Get 20M+ Full-Text Papers For Less Than $1.50/day. Start a 14-Day Trial for You or Your Team.

Learn More →

Niger Delta Crisis: The Nexus between Militants' Insurgency and Security in West Africa

Niger Delta Crisis: The Nexus between Militants' Insurgency and Security in West Africa Since the oil boom, violence in the Niger Delta has been a growing issue for the Nigerian state. Persistent poverty, underdevelopment, and environmental degradation have given birth to a region where grievances are high. Militancy in the region turned a more destructive corner in the early 2000s and in doing so brought considerable disruptions to oil production, which accounts for more than 80 percent of government revenue. Against this background the study examines the crux of the Niger Delta crisis, evaluates the emergent and violent dispositions of the armed groups, and reviews the convergence between militancy and security in West Africa. It does this by examining the spillover effects of militancy across Nigerian borders and into the Gulf of Guinea, the impact that the violence has had on regional energy infrastructure projects and supply and market dynamics, and the overarching impact on Nigeria's effort to contribute to peacekeeping operations and regional partnerships. The paper reveals that militant attacks on oil installations reduce government income, which would impede Nigeria's efforts at maintaining peace in West Africa, and concludes by highlighting key factors that need to be addressed for peace to be sustainable. http://www.deepdyve.com/assets/images/DeepDyve-Logo-lg.png African Security Taylor & Francis

Niger Delta Crisis: The Nexus between Militants' Insurgency and Security in West Africa

African Security , Volume 4 (1): 16 – Mar 7, 2011
16 pages

Loading next page...
 
/lp/taylor-francis/niger-delta-crisis-the-nexus-between-militants-apos-insurgency-and-gablyL1Unn

References (37)

Publisher
Taylor & Francis
Copyright
Copyright Taylor & Francis Group, LLC
ISSN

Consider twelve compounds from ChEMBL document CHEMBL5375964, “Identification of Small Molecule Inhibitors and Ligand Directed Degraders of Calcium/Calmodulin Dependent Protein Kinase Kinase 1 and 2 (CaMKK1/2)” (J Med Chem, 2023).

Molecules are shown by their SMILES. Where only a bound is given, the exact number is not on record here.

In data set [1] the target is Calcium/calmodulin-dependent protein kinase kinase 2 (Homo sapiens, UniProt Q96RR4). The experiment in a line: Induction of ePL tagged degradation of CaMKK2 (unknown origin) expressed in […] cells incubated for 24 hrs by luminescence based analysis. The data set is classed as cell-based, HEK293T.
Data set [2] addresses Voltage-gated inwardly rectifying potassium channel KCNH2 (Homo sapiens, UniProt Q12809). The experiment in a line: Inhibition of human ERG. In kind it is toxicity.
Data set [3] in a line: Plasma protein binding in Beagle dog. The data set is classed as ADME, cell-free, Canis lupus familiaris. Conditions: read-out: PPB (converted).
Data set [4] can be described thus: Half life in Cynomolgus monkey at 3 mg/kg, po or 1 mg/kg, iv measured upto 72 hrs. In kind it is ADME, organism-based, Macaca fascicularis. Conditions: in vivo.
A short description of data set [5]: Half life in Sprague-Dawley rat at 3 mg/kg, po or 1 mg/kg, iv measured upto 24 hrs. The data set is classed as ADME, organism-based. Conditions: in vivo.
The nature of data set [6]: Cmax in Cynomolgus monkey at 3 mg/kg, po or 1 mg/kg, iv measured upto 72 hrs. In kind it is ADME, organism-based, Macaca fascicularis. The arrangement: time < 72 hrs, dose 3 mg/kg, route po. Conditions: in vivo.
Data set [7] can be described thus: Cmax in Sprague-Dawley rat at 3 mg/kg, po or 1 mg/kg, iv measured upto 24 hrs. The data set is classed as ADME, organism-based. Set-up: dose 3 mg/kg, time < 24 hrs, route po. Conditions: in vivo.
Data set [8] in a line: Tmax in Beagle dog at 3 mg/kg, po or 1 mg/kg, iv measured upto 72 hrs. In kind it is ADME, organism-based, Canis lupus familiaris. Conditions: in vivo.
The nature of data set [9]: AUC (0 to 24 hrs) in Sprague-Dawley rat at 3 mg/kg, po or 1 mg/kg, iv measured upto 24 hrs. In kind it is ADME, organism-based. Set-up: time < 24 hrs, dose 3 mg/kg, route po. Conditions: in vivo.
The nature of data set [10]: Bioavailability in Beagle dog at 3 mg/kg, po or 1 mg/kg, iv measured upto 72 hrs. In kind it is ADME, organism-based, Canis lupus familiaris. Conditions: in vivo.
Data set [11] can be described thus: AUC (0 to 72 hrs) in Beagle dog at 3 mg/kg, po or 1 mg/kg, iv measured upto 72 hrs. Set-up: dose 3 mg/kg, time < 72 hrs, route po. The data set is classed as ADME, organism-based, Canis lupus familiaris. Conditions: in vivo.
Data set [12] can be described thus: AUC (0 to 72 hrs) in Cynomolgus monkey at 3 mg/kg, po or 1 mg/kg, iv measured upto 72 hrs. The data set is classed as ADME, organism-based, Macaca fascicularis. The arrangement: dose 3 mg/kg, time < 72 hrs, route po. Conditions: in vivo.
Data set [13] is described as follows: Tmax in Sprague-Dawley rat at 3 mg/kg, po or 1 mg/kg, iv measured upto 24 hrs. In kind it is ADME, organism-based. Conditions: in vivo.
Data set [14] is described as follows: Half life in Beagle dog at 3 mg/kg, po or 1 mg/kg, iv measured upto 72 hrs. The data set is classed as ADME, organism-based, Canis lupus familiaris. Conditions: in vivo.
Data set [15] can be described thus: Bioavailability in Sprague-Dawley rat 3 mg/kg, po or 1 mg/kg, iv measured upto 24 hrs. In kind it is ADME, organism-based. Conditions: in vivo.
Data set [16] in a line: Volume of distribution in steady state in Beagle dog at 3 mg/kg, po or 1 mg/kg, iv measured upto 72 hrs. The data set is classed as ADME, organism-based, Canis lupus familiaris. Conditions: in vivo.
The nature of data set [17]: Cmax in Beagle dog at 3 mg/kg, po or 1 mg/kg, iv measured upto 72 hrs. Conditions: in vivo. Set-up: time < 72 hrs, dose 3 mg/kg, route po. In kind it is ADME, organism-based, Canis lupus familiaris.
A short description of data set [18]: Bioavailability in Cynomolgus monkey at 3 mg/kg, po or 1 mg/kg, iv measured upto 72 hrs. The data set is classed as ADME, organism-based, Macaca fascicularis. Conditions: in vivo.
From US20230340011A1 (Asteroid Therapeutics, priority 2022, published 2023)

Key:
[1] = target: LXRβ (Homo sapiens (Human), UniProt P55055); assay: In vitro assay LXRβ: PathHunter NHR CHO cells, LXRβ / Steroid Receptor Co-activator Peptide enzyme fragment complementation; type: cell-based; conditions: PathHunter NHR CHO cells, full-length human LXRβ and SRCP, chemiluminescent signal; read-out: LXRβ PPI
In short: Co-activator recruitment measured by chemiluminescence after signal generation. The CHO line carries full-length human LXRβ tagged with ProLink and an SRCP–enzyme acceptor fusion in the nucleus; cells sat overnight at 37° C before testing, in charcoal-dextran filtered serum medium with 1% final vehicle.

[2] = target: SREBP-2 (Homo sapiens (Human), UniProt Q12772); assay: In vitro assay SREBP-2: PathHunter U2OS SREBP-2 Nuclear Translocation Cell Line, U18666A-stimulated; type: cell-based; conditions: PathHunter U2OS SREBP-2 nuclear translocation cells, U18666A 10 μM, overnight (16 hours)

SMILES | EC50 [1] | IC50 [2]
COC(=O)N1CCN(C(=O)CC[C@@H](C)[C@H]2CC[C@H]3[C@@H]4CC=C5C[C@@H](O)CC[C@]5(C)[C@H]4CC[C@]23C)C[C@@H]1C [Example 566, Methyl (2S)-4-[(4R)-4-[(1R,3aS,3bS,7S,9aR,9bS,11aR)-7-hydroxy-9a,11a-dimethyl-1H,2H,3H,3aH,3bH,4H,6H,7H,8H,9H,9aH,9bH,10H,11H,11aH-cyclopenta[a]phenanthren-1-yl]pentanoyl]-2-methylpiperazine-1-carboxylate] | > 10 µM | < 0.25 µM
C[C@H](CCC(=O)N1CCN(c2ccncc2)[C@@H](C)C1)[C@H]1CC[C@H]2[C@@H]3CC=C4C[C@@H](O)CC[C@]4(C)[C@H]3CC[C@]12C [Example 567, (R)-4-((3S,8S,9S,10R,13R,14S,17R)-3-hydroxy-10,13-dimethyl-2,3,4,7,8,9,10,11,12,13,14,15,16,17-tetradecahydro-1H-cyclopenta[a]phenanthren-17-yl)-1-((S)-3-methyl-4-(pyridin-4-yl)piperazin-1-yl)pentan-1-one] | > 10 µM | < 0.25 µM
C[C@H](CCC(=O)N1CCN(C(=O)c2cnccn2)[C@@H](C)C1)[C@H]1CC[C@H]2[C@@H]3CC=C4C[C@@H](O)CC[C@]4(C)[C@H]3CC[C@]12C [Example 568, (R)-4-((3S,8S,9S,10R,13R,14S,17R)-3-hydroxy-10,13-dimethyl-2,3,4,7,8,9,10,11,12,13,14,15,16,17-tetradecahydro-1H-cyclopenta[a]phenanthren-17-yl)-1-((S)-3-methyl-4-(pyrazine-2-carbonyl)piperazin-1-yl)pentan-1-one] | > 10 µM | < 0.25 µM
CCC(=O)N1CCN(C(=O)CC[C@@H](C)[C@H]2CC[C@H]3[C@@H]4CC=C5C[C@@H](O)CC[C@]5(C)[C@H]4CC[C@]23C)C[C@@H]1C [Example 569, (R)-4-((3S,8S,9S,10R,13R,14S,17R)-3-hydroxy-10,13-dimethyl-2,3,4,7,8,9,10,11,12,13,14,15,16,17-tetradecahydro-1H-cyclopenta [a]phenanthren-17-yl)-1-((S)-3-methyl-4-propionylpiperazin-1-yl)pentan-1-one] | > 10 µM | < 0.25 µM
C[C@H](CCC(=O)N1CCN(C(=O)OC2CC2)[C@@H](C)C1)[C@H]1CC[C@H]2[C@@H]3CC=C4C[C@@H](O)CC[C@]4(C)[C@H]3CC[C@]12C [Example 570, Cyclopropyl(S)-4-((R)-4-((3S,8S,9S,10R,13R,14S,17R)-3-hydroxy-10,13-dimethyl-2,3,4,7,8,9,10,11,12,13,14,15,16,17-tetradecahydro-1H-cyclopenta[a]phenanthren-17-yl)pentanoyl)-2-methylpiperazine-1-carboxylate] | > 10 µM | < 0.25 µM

1939-2214
eISSN
1939-2206
DOI
10.1080/19392206.2011.563180
Publisher site
See Article on Publisher Site

Abstract

Since the oil boom, violence in the Niger Delta has been a growing issue for the Nigerian state. Persistent poverty, underdevelopment, and environmental degradation have given birth to a region where grievances are high. Militancy in the region turned a more destructive corner in the early 2000s and in doing so brought considerable disruptions to oil production, which accounts for more than 80 percent of government revenue. Against this background the study examines the crux of the Niger Delta crisis, evaluates the emergent and violent dispositions of the armed groups, and reviews the convergence between militancy and security in West Africa. It does this by examining the spillover effects of militancy across Nigerian borders and into the Gulf of Guinea, the impact that the violence has had on regional energy infrastructure projects and supply and market dynamics, and the overarching impact on Nigeria's effort to contribute to peacekeeping operations and regional partnerships. The paper reveals that militant attacks on oil installations reduce government income, which would impede Nigeria's efforts at maintaining peace in West Africa, and concludes by highlighting key factors that need to be addressed for peace to be sustainable.

Journal

African SecurityTaylor & Francis

Published: Mar 7, 2011

Keywords: Resource conflicts; Nigeria; regional security; West Africa

There are no references for this article.